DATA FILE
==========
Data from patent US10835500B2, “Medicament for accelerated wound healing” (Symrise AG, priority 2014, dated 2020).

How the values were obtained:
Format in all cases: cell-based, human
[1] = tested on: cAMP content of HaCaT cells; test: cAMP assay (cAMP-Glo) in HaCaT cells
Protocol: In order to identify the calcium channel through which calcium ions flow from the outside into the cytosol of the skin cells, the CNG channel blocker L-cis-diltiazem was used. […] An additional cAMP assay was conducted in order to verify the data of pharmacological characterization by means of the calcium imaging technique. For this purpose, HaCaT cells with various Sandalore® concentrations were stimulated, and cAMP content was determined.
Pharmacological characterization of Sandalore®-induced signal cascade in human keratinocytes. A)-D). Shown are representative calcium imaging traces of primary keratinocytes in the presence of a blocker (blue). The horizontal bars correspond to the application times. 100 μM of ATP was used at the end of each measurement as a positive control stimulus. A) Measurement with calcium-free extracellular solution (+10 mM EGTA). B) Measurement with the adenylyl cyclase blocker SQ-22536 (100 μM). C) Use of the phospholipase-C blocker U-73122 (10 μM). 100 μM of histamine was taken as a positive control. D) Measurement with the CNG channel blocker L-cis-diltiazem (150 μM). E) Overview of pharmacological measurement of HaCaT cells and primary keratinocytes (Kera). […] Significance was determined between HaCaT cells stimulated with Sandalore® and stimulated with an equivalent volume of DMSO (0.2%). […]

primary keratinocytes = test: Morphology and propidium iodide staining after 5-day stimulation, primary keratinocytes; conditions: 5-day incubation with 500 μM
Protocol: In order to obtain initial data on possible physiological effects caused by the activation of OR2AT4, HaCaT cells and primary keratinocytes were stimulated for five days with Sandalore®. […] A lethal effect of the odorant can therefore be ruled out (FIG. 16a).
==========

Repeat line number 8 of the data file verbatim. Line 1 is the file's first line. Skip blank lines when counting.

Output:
Protocol: In order to obtain initial data on possible physiological effects caused by the activation of OR2AT4, HaCaT cells and primary keratinocytes were stimulated for five days with Sandalore®. […] A lethal effect of the odorant can therefore be ruled out (FIG. 16a).